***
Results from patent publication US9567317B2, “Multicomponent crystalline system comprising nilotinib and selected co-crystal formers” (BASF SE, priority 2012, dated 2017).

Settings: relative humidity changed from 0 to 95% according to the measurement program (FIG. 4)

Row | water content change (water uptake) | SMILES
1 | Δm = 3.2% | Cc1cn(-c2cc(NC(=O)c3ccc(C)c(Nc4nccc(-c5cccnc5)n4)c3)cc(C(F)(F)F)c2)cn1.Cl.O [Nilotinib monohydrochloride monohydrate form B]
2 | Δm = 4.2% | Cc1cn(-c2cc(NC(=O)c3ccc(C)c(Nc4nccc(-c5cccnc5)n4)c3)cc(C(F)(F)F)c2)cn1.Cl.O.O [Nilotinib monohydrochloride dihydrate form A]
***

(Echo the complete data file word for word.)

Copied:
Results from patent publication US9567317B2, “Multicomponent crystalline system comprising nilotinib and selected co-crystal formers” (BASF SE, priority 2012, dated 2017).

Settings: relative humidity changed from 0 to 95% according to the measurement program (FIG. 4)

Row | water content change (water uptake) | SMILES
1 | Δm = 3.2% | Cc1cn(-c2cc(NC(=O)c3ccc(C)c(Nc4nccc(-c5cccnc5)n4)c3)cc(C(F)(F)F)c2)cn1.Cl.O [Nilotinib monohydrochloride monohydrate form B]
2 | Δm = 4.2% | Cc1cn(-c2cc(NC(=O)c3ccc(C)c(Nc4nccc(-c5cccnc5)n4)c3)cc(C(F)(F)F)c2)cn1.Cl.O.O [Nilotinib monohydrochloride dihydrate form A]